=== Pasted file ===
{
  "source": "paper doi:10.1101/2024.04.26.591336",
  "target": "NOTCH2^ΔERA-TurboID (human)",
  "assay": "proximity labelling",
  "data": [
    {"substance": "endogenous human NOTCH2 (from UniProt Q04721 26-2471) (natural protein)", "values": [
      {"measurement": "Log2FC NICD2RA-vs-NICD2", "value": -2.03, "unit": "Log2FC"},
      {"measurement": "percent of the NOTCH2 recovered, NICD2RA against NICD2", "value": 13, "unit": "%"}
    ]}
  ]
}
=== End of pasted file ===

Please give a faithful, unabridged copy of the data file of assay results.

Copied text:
{
  "source": "paper doi:10.1101/2024.04.26.591336",
  "target": "NOTCH2^ΔERA-TurboID (human)",
  "assay": "proximity labelling",
  "data": [
    {"substance": "endogenous human NOTCH2 (from UniProt Q04721 26-2471) (natural protein)", "values": [
      {"measurement": "Log2FC NICD2RA-vs-NICD2", "value": -2.03, "unit": "Log2FC"},
      {"measurement": "percent of the NOTCH2 recovered, NICD2RA against NICD2", "value": 13, "unit": "%"}
    ]}
  ]
}